April 23, 2008


Flunking the tenure test (Doug Schneider, April 23, 2008, Washington Times)

Earlier this month, the Collegiate Network awarded Iowa State University (ISU) a 2008 Campus Outrage Award for classroom bias. ISU received the fifth place for denying Professor Guillermo Gonzalez, Assistant Professor of Physics & Astronomy, tenure after he co-authored in 2004 the book, "The Privileged Planet," which suggests Intelligent Design might be responsible for life on Earth. Although he never taught Intelligent Design in class, when Dr. Gonzalez applied for tenure in 2007, he was denied.

It is inexplicable that Mr. Gonzalez was denied tenure. He has had nearly 70 peer-reviewed articles published and has co-authored a major college-level astronomy textbook, which was well beyond the standard and tenure requirements of the Physics & Astronomy department at ISU. Interestingly enough, while his colleagues questioned Mr. Gonzalez's view on Intelligent Design — a bias clearly revealed through faculty e-mail exchanges released to the public — they heartily approved of another ISU professor, Hector Alvalos, who drew parallels between "Mein Kampf" and the Bible.

If tenure is based on academic success through researching and teaching at ISU, which Mr. Gonzalez clearly accomplished, then what more would ISU liked to have seen of Mr. Gonzalez? In 2007, the year Gonzalez was denied tenure, 91 percent of tenure applications were approved, Professor Alvalos being one of them.

Unfortunately, seems a close adherence to the narrow ideology of the university, as opposed to actual academic accomplishments, are a better route for tenure at ISU.

No faith, especially not a dying one, ought be expected to tolerate heretics. If Darwinism loses its academic monopoly it won't even be able to muster its current 13% in the polls.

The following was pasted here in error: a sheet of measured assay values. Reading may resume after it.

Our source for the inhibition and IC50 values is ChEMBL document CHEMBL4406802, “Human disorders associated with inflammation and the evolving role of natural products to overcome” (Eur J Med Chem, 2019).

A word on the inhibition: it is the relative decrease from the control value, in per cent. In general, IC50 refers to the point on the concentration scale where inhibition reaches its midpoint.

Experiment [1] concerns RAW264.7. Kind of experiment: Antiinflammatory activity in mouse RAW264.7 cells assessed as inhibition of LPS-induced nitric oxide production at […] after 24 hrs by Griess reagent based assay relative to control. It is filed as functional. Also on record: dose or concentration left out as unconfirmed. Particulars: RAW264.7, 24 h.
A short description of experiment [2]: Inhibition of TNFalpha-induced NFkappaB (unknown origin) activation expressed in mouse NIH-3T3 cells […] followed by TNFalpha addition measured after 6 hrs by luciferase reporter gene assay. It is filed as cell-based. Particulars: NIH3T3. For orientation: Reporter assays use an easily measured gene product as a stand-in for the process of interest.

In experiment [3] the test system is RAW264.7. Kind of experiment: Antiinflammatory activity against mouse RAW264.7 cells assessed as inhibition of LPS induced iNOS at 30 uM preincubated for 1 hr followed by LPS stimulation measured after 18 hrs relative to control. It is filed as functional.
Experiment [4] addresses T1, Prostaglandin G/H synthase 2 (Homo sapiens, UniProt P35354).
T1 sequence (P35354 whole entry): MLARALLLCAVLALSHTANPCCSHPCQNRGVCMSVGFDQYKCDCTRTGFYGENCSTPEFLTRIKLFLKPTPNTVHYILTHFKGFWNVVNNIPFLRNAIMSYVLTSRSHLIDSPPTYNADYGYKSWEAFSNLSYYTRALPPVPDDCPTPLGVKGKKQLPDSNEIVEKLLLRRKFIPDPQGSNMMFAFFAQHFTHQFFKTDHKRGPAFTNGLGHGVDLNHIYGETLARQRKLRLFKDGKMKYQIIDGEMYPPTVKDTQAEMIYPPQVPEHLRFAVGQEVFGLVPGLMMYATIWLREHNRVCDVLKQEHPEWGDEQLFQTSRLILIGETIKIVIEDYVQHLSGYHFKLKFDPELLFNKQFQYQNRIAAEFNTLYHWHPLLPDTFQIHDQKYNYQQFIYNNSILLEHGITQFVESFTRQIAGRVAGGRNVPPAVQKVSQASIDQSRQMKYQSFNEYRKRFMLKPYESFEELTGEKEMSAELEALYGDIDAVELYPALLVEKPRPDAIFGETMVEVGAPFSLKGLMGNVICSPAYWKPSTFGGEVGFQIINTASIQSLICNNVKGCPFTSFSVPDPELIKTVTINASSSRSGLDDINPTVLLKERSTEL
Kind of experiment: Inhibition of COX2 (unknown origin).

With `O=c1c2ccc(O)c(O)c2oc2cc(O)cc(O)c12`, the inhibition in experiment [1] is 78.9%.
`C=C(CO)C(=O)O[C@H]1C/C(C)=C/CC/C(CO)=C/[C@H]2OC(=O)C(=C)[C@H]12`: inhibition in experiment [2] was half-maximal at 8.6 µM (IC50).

Posted by Orrin Judd at April 23, 2008 8:11 PM

The corruption of education was an outgrowth of the days of shame, the Vietnam era, when cowardice became the handmaiden of treason.

We have in no way gotten over the great national nightmare. The effrontery of bragging that one would have left Saddam Hussein in power to slaughter children with poison gas and to feed his personal victims into log chippers is an outgrowth of this infamy.

Posted by: Lou Gots at April 24, 2008 3:52 AM

I don't expect most faculty members to admit as much, but the decision often involves consideration of whether or not they want to see the person being evaluated over the next 10-20 years.

It's possible that the guy was turned down not because of his politics (and certainly not because of his publishing record), but because he was a real jerk. I don't know one way or the other, and you'll never get any academic to admit that these decisions are about anything other than merit...

Posted by: Kevin Whited at April 24, 2008 12:41 PM

I've looked at his publication list (go to http://adsabs.harvard.edu/abstract_service.html and input his name) and it's laughable that Iowa State University would reject someone with such a publication record. They're a distinctly 2nd-class institution, and can't claim he's below their standards. He should sue (I hate to say it, but claim racial discrimination), and he'd be sure to win.

Considering that getting tenure is basically equivalent to a winning lottery ticket, I don't feel that anyone is entitled to it (in fact, it should be abolished for at least 99% of cases), but the fact that "collegiality" is often used as an excuse for denial masks all sorts of bigotry, even today.

Posted by: b at April 24, 2008 12:54 PM

If that's really why he was denied tenure that would be unfair. But as Kevin notes, there might be more going on here.

Posted by: PapayaSF at April 24, 2008 9:55 PM